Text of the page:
Last year, the History Center applied for the Americana Corner Grant, a grant which provides funds to museums of all sizes to preserve the history of our country, particularly the unique story of its founding extending from the early 1700s to 1865. We are proud to have received funding to aid our restoration of a portrait of Archibald Thompson MacIntyre, an early American settler and frequent legislator from Thomas County.
If you’ve been by the museum in the past two years, you may have seen this portrait hanging in our MacIntyre Gallery. You may also have noticed he’s been looking a little rough, to put it nicely. Then again, we all might look a bit haggard after 150 years.
Long before many of us were born, he proudly hung on a wall in MacIntyre Park school, receiving all the abuse you might expect anyone to receive in a place of education. In the 1960s he was restored by a local member of the public, but years of fluctuating humidity and temperature levels have left their mark on the painting. The exceedingly thin canvas has pulled away from its lining leading to tears and bubbles that are less than attractive or safe for A.T.’s future.
The portrait is currently in the hands of The Conservation Labs, a team of conservation experts located in South Carolina. After initial investigations, they determined a program of conservation that will take part in three stages: removing the ugly, stabilizing the bad, and restoring the good. We recently received an update from Jennifer Bullock, the conservator in charge of our project:
“When we got Mr. MacIntyre to the studio I wanted to give him time to adjust to the environment of the labs, which is quite a bit different to the environment he has been in for many years now. I then took several images in normal light, raking light, and transmitted light, which tells me different things about the painting and its condition. I removed the painting from its gold frame and took some additional photographs of the tacking margins and edges that were covered by the frame.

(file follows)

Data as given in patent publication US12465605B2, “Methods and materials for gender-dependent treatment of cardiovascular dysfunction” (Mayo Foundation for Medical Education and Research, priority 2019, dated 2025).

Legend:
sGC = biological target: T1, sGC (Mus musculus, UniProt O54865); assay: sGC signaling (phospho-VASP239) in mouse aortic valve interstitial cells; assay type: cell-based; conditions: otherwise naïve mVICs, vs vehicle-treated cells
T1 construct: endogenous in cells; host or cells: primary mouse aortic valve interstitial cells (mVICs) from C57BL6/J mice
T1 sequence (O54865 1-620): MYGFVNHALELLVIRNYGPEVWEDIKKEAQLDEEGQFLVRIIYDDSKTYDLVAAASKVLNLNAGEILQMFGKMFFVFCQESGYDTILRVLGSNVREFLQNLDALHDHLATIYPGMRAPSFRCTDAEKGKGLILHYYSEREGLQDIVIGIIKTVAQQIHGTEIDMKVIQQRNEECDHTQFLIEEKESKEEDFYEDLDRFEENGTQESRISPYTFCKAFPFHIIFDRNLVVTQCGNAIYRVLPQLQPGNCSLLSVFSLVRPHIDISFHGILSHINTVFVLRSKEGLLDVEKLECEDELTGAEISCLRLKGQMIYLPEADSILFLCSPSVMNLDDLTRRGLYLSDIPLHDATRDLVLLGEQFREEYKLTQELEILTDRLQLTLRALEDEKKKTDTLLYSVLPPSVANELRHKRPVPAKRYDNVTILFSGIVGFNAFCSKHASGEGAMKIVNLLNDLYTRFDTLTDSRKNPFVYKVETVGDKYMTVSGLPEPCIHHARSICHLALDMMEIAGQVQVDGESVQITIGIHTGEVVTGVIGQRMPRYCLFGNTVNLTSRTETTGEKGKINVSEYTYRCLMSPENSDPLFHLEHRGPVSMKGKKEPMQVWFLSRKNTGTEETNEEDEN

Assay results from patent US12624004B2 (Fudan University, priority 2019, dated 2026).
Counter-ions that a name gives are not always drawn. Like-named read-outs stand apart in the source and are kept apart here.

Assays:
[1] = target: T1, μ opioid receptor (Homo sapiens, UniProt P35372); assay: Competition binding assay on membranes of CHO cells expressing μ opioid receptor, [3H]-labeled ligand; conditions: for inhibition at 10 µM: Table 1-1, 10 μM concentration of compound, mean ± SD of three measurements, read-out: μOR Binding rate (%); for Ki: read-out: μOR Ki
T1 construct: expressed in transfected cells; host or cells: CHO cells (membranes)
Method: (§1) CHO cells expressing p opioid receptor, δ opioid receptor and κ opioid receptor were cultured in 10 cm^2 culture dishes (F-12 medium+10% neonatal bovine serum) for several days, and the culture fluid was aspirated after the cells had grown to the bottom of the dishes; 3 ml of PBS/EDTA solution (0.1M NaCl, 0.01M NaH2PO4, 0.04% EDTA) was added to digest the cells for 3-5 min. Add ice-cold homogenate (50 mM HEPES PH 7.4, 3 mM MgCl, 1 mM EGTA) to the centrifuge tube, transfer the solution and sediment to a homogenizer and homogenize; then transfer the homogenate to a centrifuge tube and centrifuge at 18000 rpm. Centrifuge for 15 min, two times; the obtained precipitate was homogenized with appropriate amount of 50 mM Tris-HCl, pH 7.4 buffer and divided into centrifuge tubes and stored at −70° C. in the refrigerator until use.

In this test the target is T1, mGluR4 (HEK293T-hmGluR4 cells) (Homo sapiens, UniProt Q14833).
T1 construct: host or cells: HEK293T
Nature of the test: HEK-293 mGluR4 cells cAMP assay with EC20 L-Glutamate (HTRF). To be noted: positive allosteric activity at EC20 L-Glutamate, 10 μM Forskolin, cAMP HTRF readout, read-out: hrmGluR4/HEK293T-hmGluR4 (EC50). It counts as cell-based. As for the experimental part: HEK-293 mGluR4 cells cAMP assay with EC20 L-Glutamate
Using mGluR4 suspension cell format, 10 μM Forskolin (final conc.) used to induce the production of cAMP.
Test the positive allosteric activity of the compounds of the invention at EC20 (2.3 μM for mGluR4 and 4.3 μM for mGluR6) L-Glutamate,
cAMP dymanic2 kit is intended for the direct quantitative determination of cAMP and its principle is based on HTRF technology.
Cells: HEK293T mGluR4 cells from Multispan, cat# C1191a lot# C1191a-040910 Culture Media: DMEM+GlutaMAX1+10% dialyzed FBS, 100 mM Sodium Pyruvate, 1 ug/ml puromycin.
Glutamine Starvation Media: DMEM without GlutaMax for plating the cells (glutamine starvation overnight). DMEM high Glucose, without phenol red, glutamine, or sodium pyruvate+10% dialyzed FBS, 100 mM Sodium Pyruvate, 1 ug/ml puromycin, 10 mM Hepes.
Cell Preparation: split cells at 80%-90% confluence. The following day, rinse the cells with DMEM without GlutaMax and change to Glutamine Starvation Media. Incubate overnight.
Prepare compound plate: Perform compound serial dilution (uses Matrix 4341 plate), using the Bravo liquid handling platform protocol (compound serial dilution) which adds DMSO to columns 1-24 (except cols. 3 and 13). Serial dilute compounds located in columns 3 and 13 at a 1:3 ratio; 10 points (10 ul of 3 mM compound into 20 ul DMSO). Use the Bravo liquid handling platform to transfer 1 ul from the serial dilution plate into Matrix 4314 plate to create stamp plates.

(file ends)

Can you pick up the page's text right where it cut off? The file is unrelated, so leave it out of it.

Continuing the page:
I have done some preliminary cleaning (removal of lots of spider webs and dust). And I have begun to stabilize the tears and holes in the canvas so that I can begin addressing the removal of the clear sheeting on the reverse.
I created bridges with Japanese tissue that branch over from one side of the tear to the other. Doing this makes it possible for me to move the painting and work on removing the plastic without risking making the tears worse. There will be an overall “facing” applied to the painting later but I have to work very carefully at this stage because I need to be able to remove the plastic sheeting (without causing any further damage or loss). The plastic sheeting must come off so that I can manipulate the canvas more easily and start to see how to address the severe buckling and distortions. I am in a tricky phase.
One thing I have discovered is that some of the tacking margins (the edges that go around the stretcher and hold the painting in place) are either gone or torn. Also we will have to replace the stretcher with a new one. The current stretcher is more like a strainer and cannot be keyed out which is important for the painting now and in the future.“
With special thanks to Jennifer and Mossimo at The Conservation Labs and the kind donation of Tom Hand at Americana Corner, we know that A.T. will return to us in much better shape than when he left.
Published in The Hourglass, Summer 2023